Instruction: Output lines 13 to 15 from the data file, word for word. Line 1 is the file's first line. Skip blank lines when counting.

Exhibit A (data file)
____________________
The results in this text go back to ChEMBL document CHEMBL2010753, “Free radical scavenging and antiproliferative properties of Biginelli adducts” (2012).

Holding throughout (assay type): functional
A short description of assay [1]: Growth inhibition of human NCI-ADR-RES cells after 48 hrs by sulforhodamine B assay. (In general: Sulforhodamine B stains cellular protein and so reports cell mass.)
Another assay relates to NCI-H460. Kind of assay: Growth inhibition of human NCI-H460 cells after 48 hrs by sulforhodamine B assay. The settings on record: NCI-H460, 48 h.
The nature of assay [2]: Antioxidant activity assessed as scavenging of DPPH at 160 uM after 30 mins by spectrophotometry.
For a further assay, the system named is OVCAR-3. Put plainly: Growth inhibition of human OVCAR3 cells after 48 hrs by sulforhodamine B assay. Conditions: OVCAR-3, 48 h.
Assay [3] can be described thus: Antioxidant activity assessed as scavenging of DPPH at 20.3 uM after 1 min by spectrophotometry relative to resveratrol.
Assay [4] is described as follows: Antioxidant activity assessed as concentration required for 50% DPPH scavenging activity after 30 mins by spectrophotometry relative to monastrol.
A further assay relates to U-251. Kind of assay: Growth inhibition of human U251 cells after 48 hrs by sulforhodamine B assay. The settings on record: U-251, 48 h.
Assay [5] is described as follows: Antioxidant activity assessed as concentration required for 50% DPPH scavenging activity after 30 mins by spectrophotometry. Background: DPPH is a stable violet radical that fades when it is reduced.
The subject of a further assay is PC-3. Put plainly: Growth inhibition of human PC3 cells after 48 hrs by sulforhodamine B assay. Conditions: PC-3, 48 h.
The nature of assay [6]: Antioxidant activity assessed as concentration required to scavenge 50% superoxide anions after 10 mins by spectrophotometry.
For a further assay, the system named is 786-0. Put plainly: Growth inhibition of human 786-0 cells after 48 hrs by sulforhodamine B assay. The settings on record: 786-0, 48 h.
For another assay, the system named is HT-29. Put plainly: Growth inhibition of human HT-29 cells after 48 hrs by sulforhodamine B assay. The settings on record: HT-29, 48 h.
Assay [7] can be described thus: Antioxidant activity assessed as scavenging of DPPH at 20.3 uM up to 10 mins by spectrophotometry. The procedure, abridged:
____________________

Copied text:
For a further assay, the system named is 786-0. Put plainly: Growth inhibition of human 786-0 cells after 48 hrs by sulforhodamine B assay. The settings on record: 786-0, 48 h.
For another assay, the system named is HT-29. Put plainly: Growth inhibition of human HT-29 cells after 48 hrs by sulforhodamine B assay. The settings on record: HT-29, 48 h.
Assay [7] can be described thus: Antioxidant activity assessed as scavenging of DPPH at 20.3 uM up to 10 mins by spectrophotometry. The procedure, abridged: